The need for a Regulated Person to review and assess their corporate governance arrangements through a “periodic self-assessment, or external assessment, of the board’s effectiveness” is a Jersey regulatory requirement.
Whilst many will confidently say they undertake annual board effectiveness reviews, it’s surprising just how many don’t consider a review of the effectiveness of the company secretariat function to be an integral part of that process. And no – being aware of a backlog of minutes and agreeing to resource up (whether temporarily or on a permanent basis) does not constitute such review!
A backlog of minutes is however a potential indication of increased demands or expectations being placed on the company secretary and often for the wrong reasons. Additional resource will likely provide immediate relief but won’t necessarily address the root of the issue.
Our experience shows the root cause is often one of two key matters:
· Overly complex governance structures -
It’s not uncommon for a company to have multiple subsidiaries and committees but are they all needed. Multiple subsidiaries frequently result from mergers and acquisitions, many become dormant or duplicative of other subsidiaries. That new Board committee may have seemed necessary at the time but has your Board gone committee crazy?
When was the last time the Board took stock of its subsidiaries and formal committees to validate their requirements and ensure there is no duplication of efforts? Obsolete subsidiaries and/or duplicative Board committees contribute to overly complex governance structures and use much more company secretarial resource than you might realise.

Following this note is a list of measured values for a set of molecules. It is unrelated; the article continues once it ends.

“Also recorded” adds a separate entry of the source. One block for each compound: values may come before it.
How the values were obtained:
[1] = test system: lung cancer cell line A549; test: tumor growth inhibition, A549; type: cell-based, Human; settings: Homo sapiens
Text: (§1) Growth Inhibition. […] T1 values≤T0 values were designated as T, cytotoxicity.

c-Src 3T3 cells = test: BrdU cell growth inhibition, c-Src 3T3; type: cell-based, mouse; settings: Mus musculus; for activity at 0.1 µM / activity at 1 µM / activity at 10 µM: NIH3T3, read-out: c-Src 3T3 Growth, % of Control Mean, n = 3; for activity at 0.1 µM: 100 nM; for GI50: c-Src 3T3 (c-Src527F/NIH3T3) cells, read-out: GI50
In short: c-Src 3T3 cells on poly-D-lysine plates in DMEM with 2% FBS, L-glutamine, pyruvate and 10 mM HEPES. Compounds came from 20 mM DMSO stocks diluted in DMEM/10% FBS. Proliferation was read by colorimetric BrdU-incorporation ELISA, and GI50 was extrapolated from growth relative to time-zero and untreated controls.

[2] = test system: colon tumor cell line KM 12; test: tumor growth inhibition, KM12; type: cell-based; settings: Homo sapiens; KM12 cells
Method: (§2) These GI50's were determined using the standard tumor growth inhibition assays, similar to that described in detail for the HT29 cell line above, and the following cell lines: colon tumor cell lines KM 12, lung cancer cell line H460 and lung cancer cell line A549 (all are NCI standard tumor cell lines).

· Gaps in governance frameworks-
Gaps range from a lack of clearly defined roles, responsibilities and processes being documented through to lack of accountability and ownership. There can be ambiguity between the roles, responsibilities, and reporting requirements of management versus the Board in particular. Clarifying these in a document will likely see a reduction in the size of board packs, time spent inboard meetings and overall streamlining of corporate governance tasks of the company secretary.
It is also worth considering how much time is taken up by your Company Secretary chasing the same individuals for receipt of board papers every quarter for example? Why does responsibility forholding ‘repeat offenders’ to account fall to the company secretary and is that clearly documented/what is documented?
Companies who identify and address the root issues often benefit from both:
· A strengthened corporate governance framework and
· Creation of capacity of the company secretary allowing greater focus on more value add/strategic governance topics.
Incorporating the effectiveness of the company secretariat function into your annual board effectiveness review can play a crucial role in improving overall board effectiveness and the success of your corporate governance arrangements.